When the time came for Senior Bowl practices to start on Tuesday, many of the big names that highlighted the offensive line group had pulled out due to injury or other personal reasons. Potential first round picks such as Chukwuma Okorafor, Frank Ragnow, and Martinas Rankin were hobbled prior to Mobile and deemed it necessary to skip out on the all-star game altogether. Intriguing Division II standout Desmond Harrison of West Georgia was also held out of the practices due to a knee injury sustained during a regular training session prior to the week. This left the rosters ravaged and sorely lacking in star power.

Alas, this simply meant there were more reps to go around, as every prospect looked to show out for the countless scouts and media members who swarmed into Ladd-Peebles Stadium. With an abundance of raw talent to go around, guys like Pitt’s Brian O’Neill, Army’s Brett Toth, and Alex Cappa of DII Humboldt State all seized plenty of chances to showcase their talent and the fact they belong on an NFL team, regardless of how many pundits question their “level of competition” or “raw talent”.

The pads cracked, jerseys were ripped, and many a muscle was flexed as the big guys up front put on a show for the masses. But who separated themselves from the pack? And who gained or lost a comma on their paycheck?

Lets dive in:

Offensive Line MVP: Isaiah Wynn, Georgia

After watching Isaiah Wynn go to work in the College Football Playoffs, it was evident that this guy has what it takes to be one of the best guards in the entire class. Wynn has played left tackle his entire life. Although this likely won’t be his position in the NFL, Wynn showcases elite athleticism for someone his size and is already the picture of what a guard should be in the NFL (6’3 320 lbs). Against the Sooners in the CFP Semifinals, Wynn rarely struggled to corral stud EDGE rusher Ogbonnia Okoronkwo, a guy who also earned himself some money this week. Against Alabama the following week, Wynn once again put a muzzle on the Tide’s loaded front seven.

This week in Mobile, Wynn was unsurprisingly kicked inside to left guard and spent a lot of time against Alabama’s Da’Shawn Hand, and UTSA’s Marcus Davenport when he spent some reps rushing inside. Wynn was the warden in town this week and was wire-to-wire the most consistent lineman. I would be vehemently surprised if Isaiah Wynn makes it out of the first round in April.

Most Surprising: Bradley Bozeman, Alabama

Before Mobile, Bradley Bozeman was my lowest-rated center out of all the guys invited. When I threw on his tape against teams like LSU and Clemson, Bozeman looked like a stick in the mud. He also lacked the spring off the line that I covet at the center position. But I’ll tell you what, Bozeman didn’t need those things to impose his will against the interior defensive linemen that wound up going against him.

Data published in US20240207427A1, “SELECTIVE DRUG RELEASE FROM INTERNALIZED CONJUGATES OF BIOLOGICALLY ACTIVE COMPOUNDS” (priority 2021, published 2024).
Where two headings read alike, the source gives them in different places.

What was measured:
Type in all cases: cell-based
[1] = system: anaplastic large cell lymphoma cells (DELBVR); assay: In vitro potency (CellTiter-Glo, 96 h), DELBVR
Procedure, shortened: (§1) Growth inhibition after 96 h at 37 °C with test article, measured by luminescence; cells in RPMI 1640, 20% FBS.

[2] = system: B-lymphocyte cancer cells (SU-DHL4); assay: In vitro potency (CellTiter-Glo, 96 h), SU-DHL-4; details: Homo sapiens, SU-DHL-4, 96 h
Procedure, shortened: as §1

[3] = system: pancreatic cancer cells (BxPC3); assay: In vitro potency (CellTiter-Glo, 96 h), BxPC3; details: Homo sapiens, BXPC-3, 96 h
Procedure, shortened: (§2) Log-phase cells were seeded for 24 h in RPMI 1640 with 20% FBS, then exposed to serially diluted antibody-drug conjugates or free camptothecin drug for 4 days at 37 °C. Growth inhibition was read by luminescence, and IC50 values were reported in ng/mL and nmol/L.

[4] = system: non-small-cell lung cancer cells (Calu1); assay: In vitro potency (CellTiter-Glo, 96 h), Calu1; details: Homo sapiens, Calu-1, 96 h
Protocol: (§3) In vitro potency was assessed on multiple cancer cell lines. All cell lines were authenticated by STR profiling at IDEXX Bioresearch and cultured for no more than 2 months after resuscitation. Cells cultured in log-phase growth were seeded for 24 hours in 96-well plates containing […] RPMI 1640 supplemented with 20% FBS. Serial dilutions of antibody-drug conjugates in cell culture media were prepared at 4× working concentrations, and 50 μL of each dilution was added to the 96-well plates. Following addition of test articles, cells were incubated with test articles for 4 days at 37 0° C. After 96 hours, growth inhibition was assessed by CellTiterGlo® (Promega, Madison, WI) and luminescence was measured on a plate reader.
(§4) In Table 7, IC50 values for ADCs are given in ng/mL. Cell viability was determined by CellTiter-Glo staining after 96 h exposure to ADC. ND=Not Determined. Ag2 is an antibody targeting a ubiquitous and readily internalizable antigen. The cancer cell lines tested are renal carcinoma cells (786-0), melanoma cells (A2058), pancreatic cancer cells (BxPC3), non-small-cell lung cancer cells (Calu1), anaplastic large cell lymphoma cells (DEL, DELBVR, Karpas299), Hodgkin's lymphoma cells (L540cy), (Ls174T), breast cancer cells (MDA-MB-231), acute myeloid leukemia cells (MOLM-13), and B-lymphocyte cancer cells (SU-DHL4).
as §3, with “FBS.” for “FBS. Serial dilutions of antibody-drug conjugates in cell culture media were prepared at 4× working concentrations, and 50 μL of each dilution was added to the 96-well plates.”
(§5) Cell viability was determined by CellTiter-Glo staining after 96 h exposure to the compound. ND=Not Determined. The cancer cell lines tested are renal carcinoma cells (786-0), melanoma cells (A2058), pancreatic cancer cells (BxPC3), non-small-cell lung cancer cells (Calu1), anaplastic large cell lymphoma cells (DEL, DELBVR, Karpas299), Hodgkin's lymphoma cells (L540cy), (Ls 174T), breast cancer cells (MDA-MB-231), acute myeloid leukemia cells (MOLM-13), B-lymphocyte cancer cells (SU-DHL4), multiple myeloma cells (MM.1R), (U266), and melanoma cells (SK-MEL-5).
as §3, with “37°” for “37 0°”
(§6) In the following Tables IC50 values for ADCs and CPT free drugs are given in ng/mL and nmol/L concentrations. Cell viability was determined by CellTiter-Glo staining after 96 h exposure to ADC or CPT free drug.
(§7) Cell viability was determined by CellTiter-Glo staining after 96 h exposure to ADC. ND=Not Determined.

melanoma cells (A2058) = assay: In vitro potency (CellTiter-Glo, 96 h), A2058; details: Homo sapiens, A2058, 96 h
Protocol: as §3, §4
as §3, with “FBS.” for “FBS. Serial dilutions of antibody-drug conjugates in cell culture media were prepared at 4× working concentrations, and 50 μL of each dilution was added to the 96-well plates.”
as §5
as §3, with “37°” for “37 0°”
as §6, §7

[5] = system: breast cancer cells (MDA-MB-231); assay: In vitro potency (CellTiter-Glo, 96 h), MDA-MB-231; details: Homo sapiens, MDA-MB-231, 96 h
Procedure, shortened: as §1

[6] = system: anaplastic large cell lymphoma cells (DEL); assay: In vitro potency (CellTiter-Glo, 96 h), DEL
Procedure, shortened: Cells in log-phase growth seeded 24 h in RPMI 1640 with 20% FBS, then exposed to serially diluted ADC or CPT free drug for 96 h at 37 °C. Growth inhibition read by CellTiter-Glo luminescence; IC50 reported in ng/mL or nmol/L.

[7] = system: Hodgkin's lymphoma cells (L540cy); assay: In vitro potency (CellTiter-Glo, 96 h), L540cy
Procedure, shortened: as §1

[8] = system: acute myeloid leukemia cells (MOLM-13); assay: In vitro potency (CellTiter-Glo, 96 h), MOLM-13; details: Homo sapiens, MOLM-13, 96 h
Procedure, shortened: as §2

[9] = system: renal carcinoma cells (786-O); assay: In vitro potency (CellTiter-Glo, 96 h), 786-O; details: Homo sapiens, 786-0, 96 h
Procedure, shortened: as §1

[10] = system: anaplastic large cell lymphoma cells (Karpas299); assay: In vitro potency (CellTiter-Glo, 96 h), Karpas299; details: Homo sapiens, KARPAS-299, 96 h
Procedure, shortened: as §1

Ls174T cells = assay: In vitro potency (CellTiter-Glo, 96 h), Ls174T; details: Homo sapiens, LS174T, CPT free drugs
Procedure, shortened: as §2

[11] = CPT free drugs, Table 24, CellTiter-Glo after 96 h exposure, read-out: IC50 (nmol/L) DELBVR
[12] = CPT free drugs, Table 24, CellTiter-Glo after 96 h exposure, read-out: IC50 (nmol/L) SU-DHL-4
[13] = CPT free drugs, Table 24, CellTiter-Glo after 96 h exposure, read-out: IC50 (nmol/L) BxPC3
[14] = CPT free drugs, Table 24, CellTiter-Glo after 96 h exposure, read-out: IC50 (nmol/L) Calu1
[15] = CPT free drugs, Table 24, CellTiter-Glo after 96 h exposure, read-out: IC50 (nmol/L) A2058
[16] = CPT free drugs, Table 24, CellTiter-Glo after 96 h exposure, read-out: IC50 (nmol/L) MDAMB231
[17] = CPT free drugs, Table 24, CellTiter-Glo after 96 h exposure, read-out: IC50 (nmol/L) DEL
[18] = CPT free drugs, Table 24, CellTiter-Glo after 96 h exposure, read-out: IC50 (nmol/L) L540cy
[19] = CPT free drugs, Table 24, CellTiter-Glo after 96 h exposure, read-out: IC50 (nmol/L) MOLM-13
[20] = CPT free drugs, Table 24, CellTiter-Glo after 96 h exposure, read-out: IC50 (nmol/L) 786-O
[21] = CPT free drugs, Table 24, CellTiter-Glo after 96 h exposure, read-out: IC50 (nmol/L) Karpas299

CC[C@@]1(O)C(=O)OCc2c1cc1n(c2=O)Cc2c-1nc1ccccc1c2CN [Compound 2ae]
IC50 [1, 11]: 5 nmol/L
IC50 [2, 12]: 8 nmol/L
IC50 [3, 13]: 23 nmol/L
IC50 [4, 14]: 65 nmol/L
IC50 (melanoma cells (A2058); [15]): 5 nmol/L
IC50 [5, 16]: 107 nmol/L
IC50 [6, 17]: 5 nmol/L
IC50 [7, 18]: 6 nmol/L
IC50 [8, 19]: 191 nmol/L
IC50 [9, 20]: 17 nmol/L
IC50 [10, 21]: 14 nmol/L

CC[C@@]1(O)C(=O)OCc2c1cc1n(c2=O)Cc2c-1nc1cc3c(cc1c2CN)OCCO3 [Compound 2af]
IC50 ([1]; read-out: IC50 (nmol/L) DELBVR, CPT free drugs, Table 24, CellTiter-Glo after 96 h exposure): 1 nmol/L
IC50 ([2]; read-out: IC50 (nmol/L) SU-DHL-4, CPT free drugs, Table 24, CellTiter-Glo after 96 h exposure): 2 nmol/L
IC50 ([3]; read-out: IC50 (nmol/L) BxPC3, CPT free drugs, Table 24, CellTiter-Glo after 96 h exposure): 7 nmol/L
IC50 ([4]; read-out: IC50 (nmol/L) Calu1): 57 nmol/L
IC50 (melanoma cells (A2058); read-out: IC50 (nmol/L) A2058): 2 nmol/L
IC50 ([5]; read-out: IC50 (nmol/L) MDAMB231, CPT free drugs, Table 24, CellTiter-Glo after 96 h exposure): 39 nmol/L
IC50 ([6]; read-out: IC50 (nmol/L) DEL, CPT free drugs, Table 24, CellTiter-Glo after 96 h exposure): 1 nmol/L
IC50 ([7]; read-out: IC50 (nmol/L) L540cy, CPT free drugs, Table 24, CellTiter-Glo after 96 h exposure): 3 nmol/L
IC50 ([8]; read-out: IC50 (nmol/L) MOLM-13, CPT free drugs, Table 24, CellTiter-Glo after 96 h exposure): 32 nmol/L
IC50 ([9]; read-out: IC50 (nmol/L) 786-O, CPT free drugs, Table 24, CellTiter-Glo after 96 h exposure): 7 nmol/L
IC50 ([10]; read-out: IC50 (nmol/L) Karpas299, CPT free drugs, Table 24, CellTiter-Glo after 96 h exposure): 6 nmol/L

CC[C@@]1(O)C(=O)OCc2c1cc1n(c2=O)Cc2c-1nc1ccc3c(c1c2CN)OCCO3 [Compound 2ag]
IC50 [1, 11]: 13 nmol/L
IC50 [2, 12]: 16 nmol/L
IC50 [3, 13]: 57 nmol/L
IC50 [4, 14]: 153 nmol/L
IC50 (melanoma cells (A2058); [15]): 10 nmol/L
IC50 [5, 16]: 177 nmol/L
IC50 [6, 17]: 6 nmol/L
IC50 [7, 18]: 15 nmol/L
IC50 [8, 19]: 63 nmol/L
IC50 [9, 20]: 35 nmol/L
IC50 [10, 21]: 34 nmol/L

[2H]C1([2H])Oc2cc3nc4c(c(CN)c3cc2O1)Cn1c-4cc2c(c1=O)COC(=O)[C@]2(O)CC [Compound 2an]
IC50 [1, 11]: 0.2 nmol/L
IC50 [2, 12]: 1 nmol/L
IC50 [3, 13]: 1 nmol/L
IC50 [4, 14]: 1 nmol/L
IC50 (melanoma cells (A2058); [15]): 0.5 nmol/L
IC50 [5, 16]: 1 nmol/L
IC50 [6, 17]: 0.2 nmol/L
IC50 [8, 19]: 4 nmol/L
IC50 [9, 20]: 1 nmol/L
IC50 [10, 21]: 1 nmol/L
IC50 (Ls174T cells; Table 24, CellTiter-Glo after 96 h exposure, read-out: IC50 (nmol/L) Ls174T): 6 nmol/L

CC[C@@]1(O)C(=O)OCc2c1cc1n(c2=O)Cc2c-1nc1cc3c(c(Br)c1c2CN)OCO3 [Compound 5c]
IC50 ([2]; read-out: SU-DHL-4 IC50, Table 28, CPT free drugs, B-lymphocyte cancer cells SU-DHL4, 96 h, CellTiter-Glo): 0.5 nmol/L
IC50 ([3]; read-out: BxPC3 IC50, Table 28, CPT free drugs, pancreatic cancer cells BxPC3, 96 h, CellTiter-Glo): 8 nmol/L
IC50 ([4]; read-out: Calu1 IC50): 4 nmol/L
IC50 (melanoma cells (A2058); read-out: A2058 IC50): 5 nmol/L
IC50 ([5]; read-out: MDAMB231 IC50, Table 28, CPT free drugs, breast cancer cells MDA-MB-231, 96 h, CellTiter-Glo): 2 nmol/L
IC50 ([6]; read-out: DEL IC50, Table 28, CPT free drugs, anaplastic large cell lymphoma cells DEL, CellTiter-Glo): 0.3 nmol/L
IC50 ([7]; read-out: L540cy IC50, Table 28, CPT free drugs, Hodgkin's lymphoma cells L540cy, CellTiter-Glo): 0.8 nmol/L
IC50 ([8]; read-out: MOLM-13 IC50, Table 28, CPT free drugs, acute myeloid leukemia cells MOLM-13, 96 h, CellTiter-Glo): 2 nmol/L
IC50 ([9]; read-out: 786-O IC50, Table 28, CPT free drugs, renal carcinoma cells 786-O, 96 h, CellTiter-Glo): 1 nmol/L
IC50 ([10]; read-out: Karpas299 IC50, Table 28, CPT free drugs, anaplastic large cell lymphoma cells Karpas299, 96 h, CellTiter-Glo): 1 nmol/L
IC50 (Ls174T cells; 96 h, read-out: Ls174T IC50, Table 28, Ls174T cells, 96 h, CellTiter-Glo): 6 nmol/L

When Bozeman’s initial punch found it’s target, it looked as if he was just “settling” down his opponent. Like trying to calm a wild horse, he used a powerful anchor and heavy hands to wrangle opposing defenders. By far the biggest surprise of the group, and the first player to really cause me to reconsider his initial evaluation.

Most Disappointing: Sean Welsh, Iowa

This was definitely a tough reality to come to terms with, especially as a former Hawkeye myself. Sean Welsh had himself a long, long week here at the Senior Bowl, which was far from my expectations for the scrappy guard out of Iowa. I knew Welsh was going to come in on the smaller side for a guard (he measured in at 6’2 3/8 and 296 pounds, officially) but I didn’t expect him to be the smallest lineman at the entire event. Just by viewing Welsh from the stands, you could tell he lacked the necessary mass to hang with the big boys.

Regardless, I was still in his corner. Former Iowa guard Marshal Yanda has never looked the part of an elite NFL lineman, but that hasn’t stopped him from being the best at his position for the last four or five years. Unfortunately for Welsh, he was the only offensive lineman whom I saw get put on skates during one-on-ones, and I consistently saw him struggling to handle any bigger rushers throughout the week. I am not totally out on the Sean Welsh fan club, but strides will have to be made (and carbs eaten) if Welsh hopes to maintain a mid-round grade from me.

Most Underappreciated: Skyler Phillips, Idaho State

Let me tell you something friends. I watched Skyler Phillips like a hawk all week, and it’s a damn travesty that he still isn’t getting the attention he so desperately deserves. In a group littered with big names from big-time schools, Phillips went to the middle of Ladd-Peebles Stadium and planted a flag (a la Baker Mayfield) that had “I Belong” written in bright, shiny letters.

From the limited tape I could find of Idaho State football, all the things I saw and loved about Phillips stood the test of the Senior Bowl. He has one of the most refined hand techniques in pass protection at the position and plays with a tenacity that made it apparent he could have, and should have, played at the Division I level. If you haven’t already, be sure to write this name down. And don’t mind that racket you hear…it’s just me pounding the table for this guy.

About The Author Michael Peterson

Michael Peterson is an irrational Chargers fan from the heart of the Midwest who is numb to laughter he often receives for admitting that. He spent a year playing tight end and punter at FCS Drake University, before finishing out at the University of Iowa this past December. After hanging up the cleats, Michael has used fantasy football and writing as a means to focus his undying love of the sport.